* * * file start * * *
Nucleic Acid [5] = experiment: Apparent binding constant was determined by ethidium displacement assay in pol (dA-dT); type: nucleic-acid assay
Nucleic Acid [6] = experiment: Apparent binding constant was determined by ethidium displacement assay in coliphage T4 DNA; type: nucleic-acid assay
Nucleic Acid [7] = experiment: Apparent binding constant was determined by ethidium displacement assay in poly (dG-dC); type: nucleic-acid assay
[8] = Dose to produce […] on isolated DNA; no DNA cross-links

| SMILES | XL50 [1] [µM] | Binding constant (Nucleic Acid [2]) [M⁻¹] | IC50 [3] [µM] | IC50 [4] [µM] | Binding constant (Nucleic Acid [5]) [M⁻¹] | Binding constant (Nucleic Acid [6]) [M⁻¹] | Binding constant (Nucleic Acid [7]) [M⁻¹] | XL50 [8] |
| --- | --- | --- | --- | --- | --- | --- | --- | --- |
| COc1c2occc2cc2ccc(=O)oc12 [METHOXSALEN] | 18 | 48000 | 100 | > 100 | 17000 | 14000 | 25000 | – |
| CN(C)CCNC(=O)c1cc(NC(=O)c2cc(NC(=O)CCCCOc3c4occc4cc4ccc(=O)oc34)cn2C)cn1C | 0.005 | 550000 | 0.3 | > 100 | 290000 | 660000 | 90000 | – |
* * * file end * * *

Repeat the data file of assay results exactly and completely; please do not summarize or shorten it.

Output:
Nucleic Acid [5] = experiment: Apparent binding constant was determined by ethidium displacement assay in pol (dA-dT); type: nucleic-acid assay
Nucleic Acid [6] = experiment: Apparent binding constant was determined by ethidium displacement assay in coliphage T4 DNA; type: nucleic-acid assay
Nucleic Acid [7] = experiment: Apparent binding constant was determined by ethidium displacement assay in poly (dG-dC); type: nucleic-acid assay
[8] = Dose to produce […] on isolated DNA; no DNA cross-links

| SMILES | XL50 [1] [µM] | Binding constant (Nucleic Acid [2]) [M⁻¹] | IC50 [3] [µM] | IC50 [4] [µM] | Binding constant (Nucleic Acid [5]) [M⁻¹] | Binding constant (Nucleic Acid [6]) [M⁻¹] | Binding constant (Nucleic Acid [7]) [M⁻¹] | XL50 [8] |
| --- | --- | --- | --- | --- | --- | --- | --- | --- |
| COc1c2occc2cc2ccc(=O)oc12 [METHOXSALEN] | 18 | 48000 | 100 | > 100 | 17000 | 14000 | 25000 | – |
| CN(C)CCNC(=O)c1cc(NC(=O)c2cc(NC(=O)CCCCOc3c4occc4cc4ccc(=O)oc34)cn2C)cn1C | 0.005 | 550000 | 0.3 | > 100 | 290000 | 660000 | 90000 | – |